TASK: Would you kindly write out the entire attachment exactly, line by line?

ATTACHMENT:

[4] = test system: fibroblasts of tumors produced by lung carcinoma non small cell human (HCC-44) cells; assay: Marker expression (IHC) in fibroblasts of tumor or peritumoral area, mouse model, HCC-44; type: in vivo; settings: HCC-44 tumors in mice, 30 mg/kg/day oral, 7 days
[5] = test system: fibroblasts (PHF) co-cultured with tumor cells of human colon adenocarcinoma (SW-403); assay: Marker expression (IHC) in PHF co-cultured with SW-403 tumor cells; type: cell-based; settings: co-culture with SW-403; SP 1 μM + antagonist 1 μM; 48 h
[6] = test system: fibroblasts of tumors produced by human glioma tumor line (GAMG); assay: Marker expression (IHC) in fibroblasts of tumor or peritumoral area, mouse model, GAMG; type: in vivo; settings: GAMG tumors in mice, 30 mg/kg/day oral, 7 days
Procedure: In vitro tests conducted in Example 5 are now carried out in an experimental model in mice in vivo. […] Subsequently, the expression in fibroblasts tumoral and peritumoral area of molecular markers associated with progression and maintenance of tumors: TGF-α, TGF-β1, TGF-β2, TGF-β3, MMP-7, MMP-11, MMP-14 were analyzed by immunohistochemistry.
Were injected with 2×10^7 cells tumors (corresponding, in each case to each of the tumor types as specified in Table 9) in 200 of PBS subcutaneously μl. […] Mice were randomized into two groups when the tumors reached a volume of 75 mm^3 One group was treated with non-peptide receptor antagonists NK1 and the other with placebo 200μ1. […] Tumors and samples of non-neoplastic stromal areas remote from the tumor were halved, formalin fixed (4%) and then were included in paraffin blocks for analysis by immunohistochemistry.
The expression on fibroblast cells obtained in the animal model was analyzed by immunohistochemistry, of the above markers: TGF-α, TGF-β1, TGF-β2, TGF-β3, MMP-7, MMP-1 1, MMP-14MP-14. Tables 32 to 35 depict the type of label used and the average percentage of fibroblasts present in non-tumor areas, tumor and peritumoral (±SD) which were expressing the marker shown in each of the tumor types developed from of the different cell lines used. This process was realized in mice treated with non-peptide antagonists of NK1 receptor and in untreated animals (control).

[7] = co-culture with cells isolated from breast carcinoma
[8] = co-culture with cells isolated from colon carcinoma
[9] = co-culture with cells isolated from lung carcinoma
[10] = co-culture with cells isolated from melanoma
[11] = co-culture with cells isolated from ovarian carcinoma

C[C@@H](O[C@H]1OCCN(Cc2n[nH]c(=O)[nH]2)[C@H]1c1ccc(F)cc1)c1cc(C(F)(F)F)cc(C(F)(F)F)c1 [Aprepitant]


[4] = test system: fibroblasts of tumors produced by lung carcinoma non small cell human (HCC-44) cells; assay: Marker expression (IHC) in fibroblasts of tumor or peritumoral area, mouse model, HCC-44; type: in vivo; settings: HCC-44 tumors in mice, 30 mg/kg/day oral, 7 days
[5] = test system: fibroblasts (PHF) co-cultured with tumor cells of human colon adenocarcinoma (SW-403); assay: Marker expression (IHC) in PHF co-cultured with SW-403 tumor cells; type: cell-based; settings: co-culture with SW-403; SP 1 μM + antagonist 1 μM; 48 h
[6] = test system: fibroblasts of tumors produced by human glioma tumor line (GAMG); assay: Marker expression (IHC) in fibroblasts of tumor or peritumoral area, mouse model, GAMG; type: in vivo; settings: GAMG tumors in mice, 30 mg/kg/day oral, 7 days
Procedure: In vitro tests conducted in Example 5 are now carried out in an experimental model in mice in vivo. […] Subsequently, the expression in fibroblasts tumoral and peritumoral area of molecular markers associated with progression and maintenance of tumors: TGF-α, TGF-β1, TGF-β2, TGF-β3, MMP-7, MMP-11, MMP-14 were analyzed by immunohistochemistry.
Were injected with 2×10^7 cells tumors (corresponding, in each case to each of the tumor types as specified in Table 9) in 200 of PBS subcutaneously μl. […] Mice were randomized into two groups when the tumors reached a volume of 75 mm^3 One group was treated with non-peptide receptor antagonists NK1 and the other with placebo 200μ1. […] Tumors and samples of non-neoplastic stromal areas remote from the tumor were halved, formalin fixed (4%) and then were included in paraffin blocks for analysis by immunohistochemistry.
The expression on fibroblast cells obtained in the animal model was analyzed by immunohistochemistry, of the above markers: TGF-α, TGF-β1, TGF-β2, TGF-β3, MMP-7, MMP-1 1, MMP-14MP-14. Tables 32 to 35 depict the type of label used and the average percentage of fibroblasts present in non-tumor areas, tumor and peritumoral (±SD) which were expressing the marker shown in each of the tumor types developed from of the different cell lines used. This process was realized in mice treated with non-peptide antagonists of NK1 receptor and in untreated animals (control).

[7] = co-culture with cells isolated from breast carcinoma
[8] = co-culture with cells isolated from colon carcinoma
[9] = co-culture with cells isolated from lung carcinoma
[10] = co-culture with cells isolated from melanoma
[11] = co-culture with cells isolated from ovarian carcinoma

C[C@@H](O[C@H]1OCCN(Cc2n[nH]c(=O)[nH]2)[C@H]1c1ccc(F)cc1)c1cc(C(F)(F)F)cc(C(F)(F)F)c1 [Aprepitant]